Rubaltelli et al. [7] examined 56 lymph nodes from 45 patients with CEUS, and found that 28 of 30 reactive lymph nodes showed intense homogeneous enhancement, 17 lymph nodes showed perfusion defects, of which 15 were neoplastic and two were inflammatory; four metastatic lymph nodes showed scarce or absent intranodal enhancement, and consider the technique to be able to afford a higher degree of accuracy than conventional ultrasonography in the differential diagnosis between hyperplastic and metastatic superficial lymph nodes by assessment of characteristic enhancement patterns. In a study of 94 superficial enlarged lymph nodes in 94 patients, Yu et al. [15] indicate that CEUS has a higher degree of diagnostic accuracy than conventional ultrasonography for evaluations of superficial lymphadenopathy. CEUS have been used in evaluation of the morphology and structure of lymph nodes.
However, there are few studies on evaluation of neck hyperplastic and metastatic lymph nodes without morphological change via CEUS. In our study, we found that the enhancement patterns were significantly different between hyperplastic and metastatic lymph nodes. Hyperplastic lymph nodes are characterized by homogeneous centrifugal vessel anatomy, while metastases ones shows a heterogeneous centripetal enhancement pattern. One case in metastasis group showed diffused centrifugal enhancement, which we considered to be false-negative for metastasis. This may be due to the fact that metastasis is too small to alter the vascularization, therefore not to be able to be depicted by CEUS. Therefore the size of metastatic lesion that can be depicted by CEUS still requires further study.
The study showed no significant difference in AT and PT between hyperplastic group and metastatic group, which was similar to other studies [16,17]. The PT reflected the perfusion rate of microbubbles. However, the specific interpretation is still unclear.
Our study does have some limitations. First, the perfusion characteristics of the lymph nodes examined were correlated with the histologic diagnoses, but no correlation was made between virtual lymph node and histologic section to match areas of metastasis and necrosis. Second, our study has only used a numerically limited series of cases, in order to find more perfusion patterns, further studies that include a large number of cases is necessary. Third, CEUS does have some intrinsic limitations remain to be considered. The results obtainable with this technique depend on the subjective evaluation of the sonographer. And US lack the ability to get a panoramic view of both the primary tumor and the metastatic lesion. Besides, it is impossible to evaluate deep-seated lymph node groups in human.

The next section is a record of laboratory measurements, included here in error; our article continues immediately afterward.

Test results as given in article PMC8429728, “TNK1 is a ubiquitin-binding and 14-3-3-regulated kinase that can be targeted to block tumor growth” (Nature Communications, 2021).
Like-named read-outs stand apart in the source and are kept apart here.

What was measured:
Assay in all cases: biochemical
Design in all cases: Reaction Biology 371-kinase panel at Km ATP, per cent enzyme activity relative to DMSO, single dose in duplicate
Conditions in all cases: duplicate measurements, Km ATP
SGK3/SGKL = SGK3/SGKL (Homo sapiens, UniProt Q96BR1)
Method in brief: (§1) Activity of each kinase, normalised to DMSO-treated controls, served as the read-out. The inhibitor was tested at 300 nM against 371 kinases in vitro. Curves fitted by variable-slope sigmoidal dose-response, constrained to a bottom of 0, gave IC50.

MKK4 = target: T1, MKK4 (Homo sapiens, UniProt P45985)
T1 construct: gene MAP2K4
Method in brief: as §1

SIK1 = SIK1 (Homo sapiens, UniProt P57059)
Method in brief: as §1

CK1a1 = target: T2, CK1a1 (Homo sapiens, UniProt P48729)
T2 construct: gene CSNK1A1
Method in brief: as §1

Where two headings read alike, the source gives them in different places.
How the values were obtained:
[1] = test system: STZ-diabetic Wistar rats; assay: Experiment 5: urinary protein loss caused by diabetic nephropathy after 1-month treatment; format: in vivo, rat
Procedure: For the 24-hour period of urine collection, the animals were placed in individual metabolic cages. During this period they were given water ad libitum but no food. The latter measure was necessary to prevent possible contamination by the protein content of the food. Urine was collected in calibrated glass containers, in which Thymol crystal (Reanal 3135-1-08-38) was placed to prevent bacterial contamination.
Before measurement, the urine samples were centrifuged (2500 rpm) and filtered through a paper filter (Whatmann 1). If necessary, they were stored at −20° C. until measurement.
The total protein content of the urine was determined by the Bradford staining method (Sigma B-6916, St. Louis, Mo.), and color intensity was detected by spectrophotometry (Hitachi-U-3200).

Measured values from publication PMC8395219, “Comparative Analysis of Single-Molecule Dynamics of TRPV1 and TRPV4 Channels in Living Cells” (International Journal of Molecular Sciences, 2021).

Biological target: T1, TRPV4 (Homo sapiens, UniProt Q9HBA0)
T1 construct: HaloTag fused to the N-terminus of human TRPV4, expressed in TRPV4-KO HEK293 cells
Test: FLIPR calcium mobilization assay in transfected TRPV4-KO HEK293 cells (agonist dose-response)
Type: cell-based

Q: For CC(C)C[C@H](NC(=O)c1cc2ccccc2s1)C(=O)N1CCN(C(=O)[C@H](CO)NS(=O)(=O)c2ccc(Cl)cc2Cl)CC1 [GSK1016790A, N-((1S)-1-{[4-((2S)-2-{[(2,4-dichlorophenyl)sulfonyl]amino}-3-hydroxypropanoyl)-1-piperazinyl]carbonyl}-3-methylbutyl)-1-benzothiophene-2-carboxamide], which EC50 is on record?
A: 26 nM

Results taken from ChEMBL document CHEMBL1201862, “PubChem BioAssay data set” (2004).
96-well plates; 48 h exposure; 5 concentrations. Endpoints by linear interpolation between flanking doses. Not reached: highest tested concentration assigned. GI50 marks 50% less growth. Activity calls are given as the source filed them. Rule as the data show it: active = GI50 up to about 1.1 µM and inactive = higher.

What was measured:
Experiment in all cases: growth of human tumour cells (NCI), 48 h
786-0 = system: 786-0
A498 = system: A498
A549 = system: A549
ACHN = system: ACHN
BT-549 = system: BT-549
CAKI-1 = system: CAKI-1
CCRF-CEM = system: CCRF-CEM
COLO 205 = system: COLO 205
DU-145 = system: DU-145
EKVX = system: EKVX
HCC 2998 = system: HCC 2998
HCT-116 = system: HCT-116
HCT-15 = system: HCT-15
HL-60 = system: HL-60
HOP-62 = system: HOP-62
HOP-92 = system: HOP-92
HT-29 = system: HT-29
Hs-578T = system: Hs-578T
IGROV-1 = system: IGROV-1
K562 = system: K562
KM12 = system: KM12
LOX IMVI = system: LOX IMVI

In conclusion, the experiment demonstrated the ability of CEUS to evaluate lymph node perfusion, thereby obtaining a higher level of diagnostic accuracy in differentiating hyperplastic form metastatic lymph nodes without morphological change. Furthermore, the application of CEUS in guiding fine needle aspiration may also provide a more efficient and safe method in the diagnosis of lymph node metastasis than conventional ultrasound guided fine needle aspiration.
Additional research is needed to find more patterns of CEUS enhancement, and to determine if this new method of metastasis lymph node evaluation can be used in clinical applications.


▪ Contrast-enhanced ultrasound (CEUS) allows better identification of the vascular anatomy and lymph node perfusion.
▪ Hyperplastic and malignant lymph nodes show different enhancement patterns.
▪ CEUS have the ability of evaluating cervical lymph nodes with no morphological change.


No potential conflict of interest relevant to this article was reported.


The project supported by Key Disciplines Group Construction Project of Pudong Health Bureau of Shanghai (PWZxq 2014-09), Shanghai, China. The funders had no role in study design, data collection and analysis, decision to publish, or preparation of the manuscript.

Fig. 1.
Conventional ultrasonography before injection of Sonovue (Bracco, Milan, Italy). (A) Hyperplastic group and (B) metastasis group. Both group showed an oval shaped smooth bordered low echogenicity, but whether the lymph nodes were hyperplastic or malignant cannot be evaluated.
Fig. 2.
The ultrasonic appearance of a lymph node in the hyperplastic group after the injection of Sonovue (Bracco, Milan, Italy). Contrast enhanced sonogram showed intense and homogenous enhancement of lymph node echogenicity, and the enhancement starts from the central area of the lymph node (centrifugal enhancement). (A) Five seconds after the injection and (B) 10 seconds after the injection.
Fig. 3.
The ultrasonic appearance of a lymph node in the metastasis group after the injection of Sonovue (Bracco, Milan, Italy). Contrast enhanced sonogram showed heterogeneous enhancement of lymph node echogenicity, and the enhancement started from both the central and peripheral area of the lymph node (diffuse enhancement). (A) Three seconds after the injection and (B) 10 seconds after the injection.
Fig. 4.
The ultrasonic appearance of another lymph node in the metastasis group after the injection of Sonovue (Bracco, Milan, Italy). Contrast enhanced sonogram showed heterogeneous enhancement of lymph node echogenicity, and the enhancement started from the peripheral area of the lymph node (centripetal enhancement). (A) Three seconds after the injection and (B) 10 seconds after the injection.
Fig. 5.
Lymph node metastasis of poorly differentiated squamous cell carcinoma with partial necrosis (H&E, ×200).
Table 1.
Enhancement patterns in two groups
Group No. Enhancement type
Enhancement order
Enhancement degree
Homogenous Heterogeneous Centrifugal Centripetal Diffuse Low-medium Medium-high
Hyperplastic 12 12 0 12 0 0 0 12
Metastatic 12 1 11 1 3 8 9 3

Enhancement types, contrast distribution patterns and enhancement degrees are significantly different (Fisher exact test, P<0.05).

Table 2.
Enhancement time in two groups
Group No. AT (sec) PT (sec)
Hyperplastic 12 6.75±1.67 12.38±1.50
Metastatic 12 7±2.22 18.75±5.93
t-value 0.255 0.907
P-value >0.5 >0.2

No significant difference between the two groups in AT and PT value (t-test, P>0.05).

AT, arrival time; PT, time to peak intensity.